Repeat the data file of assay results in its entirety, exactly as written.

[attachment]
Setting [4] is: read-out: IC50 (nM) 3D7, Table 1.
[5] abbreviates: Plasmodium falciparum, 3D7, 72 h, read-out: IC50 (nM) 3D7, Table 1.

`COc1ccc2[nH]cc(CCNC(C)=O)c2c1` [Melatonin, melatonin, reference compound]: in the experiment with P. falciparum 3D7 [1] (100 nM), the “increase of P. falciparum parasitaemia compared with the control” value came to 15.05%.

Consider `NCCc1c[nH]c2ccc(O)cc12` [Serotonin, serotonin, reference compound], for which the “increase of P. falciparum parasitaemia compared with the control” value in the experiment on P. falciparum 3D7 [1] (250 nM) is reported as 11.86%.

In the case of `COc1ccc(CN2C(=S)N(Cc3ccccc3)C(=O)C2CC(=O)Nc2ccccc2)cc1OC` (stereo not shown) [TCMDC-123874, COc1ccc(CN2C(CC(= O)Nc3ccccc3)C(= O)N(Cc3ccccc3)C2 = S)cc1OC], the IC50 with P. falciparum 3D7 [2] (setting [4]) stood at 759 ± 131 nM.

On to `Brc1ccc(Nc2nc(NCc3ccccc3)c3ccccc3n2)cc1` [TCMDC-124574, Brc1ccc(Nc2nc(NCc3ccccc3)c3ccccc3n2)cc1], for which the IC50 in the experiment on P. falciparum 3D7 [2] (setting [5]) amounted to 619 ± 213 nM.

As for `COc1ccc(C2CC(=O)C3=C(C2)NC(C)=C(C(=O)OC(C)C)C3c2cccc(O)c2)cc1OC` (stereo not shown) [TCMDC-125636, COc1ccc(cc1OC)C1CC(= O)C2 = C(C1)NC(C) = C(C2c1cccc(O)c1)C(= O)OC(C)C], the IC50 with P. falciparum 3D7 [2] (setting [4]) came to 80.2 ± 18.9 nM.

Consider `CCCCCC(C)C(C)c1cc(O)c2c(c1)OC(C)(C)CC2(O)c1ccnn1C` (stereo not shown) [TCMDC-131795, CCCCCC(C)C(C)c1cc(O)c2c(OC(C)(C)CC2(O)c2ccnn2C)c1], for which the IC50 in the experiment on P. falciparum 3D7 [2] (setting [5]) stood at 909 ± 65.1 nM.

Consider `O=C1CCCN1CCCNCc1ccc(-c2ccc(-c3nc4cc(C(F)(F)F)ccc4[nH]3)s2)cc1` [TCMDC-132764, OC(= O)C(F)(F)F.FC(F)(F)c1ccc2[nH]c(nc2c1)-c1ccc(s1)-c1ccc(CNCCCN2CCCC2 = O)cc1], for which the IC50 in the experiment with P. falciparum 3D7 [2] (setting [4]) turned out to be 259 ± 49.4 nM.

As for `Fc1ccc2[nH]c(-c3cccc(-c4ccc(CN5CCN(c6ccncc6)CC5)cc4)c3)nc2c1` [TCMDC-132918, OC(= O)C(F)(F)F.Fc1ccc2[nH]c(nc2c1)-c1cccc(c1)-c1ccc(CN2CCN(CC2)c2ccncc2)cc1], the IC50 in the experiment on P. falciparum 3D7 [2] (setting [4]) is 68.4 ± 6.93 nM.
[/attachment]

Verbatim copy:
Setting [4] is: read-out: IC50 (nM) 3D7, Table 1.
[5] abbreviates: Plasmodium falciparum, 3D7, 72 h, read-out: IC50 (nM) 3D7, Table 1.

`COc1ccc2[nH]cc(CCNC(C)=O)c2c1` [Melatonin, melatonin, reference compound]: in the experiment with P. falciparum 3D7 [1] (100 nM), the “increase of P. falciparum parasitaemia compared with the control” value came to 15.05%.

Consider `NCCc1c[nH]c2ccc(O)cc12` [Serotonin, serotonin, reference compound], for which the “increase of P. falciparum parasitaemia compared with the control” value in the experiment on P. falciparum 3D7 [1] (250 nM) is reported as 11.86%.

In the case of `COc1ccc(CN2C(=S)N(Cc3ccccc3)C(=O)C2CC(=O)Nc2ccccc2)cc1OC` (stereo not shown) [TCMDC-123874, COc1ccc(CN2C(CC(= O)Nc3ccccc3)C(= O)N(Cc3ccccc3)C2 = S)cc1OC], the IC50 with P. falciparum 3D7 [2] (setting [4]) stood at 759 ± 131 nM.

On to `Brc1ccc(Nc2nc(NCc3ccccc3)c3ccccc3n2)cc1` [TCMDC-124574, Brc1ccc(Nc2nc(NCc3ccccc3)c3ccccc3n2)cc1], for which the IC50 in the experiment on P. falciparum 3D7 [2] (setting [5]) amounted to 619 ± 213 nM.

As for `COc1ccc(C2CC(=O)C3=C(C2)NC(C)=C(C(=O)OC(C)C)C3c2cccc(O)c2)cc1OC` (stereo not shown) [TCMDC-125636, COc1ccc(cc1OC)C1CC(= O)C2 = C(C1)NC(C) = C(C2c1cccc(O)c1)C(= O)OC(C)C], the IC50 with P. falciparum 3D7 [2] (setting [4]) came to 80.2 ± 18.9 nM.

Consider `CCCCCC(C)C(C)c1cc(O)c2c(c1)OC(C)(C)CC2(O)c1ccnn1C` (stereo not shown) [TCMDC-131795, CCCCCC(C)C(C)c1cc(O)c2c(OC(C)(C)CC2(O)c2ccnn2C)c1], for which the IC50 in the experiment on P. falciparum 3D7 [2] (setting [5]) stood at 909 ± 65.1 nM.

Consider `O=C1CCCN1CCCNCc1ccc(-c2ccc(-c3nc4cc(C(F)(F)F)ccc4[nH]3)s2)cc1` [TCMDC-132764, OC(= O)C(F)(F)F.FC(F)(F)c1ccc2[nH]c(nc2c1)-c1ccc(s1)-c1ccc(CNCCCN2CCCC2 = O)cc1], for which the IC50 in the experiment with P. falciparum 3D7 [2] (setting [4]) turned out to be 259 ± 49.4 nM.

As for `Fc1ccc2[nH]c(-c3cccc(-c4ccc(CN5CCN(c6ccncc6)CC5)cc4)c3)nc2c1` [TCMDC-132918, OC(= O)C(F)(F)F.Fc1ccc2[nH]c(nc2c1)-c1cccc(c1)-c1ccc(CN2CCN(CC2)c2ccncc2)cc1], the IC50 in the experiment on P. falciparum 3D7 [2] (setting [4]) is 68.4 ± 6.93 nM.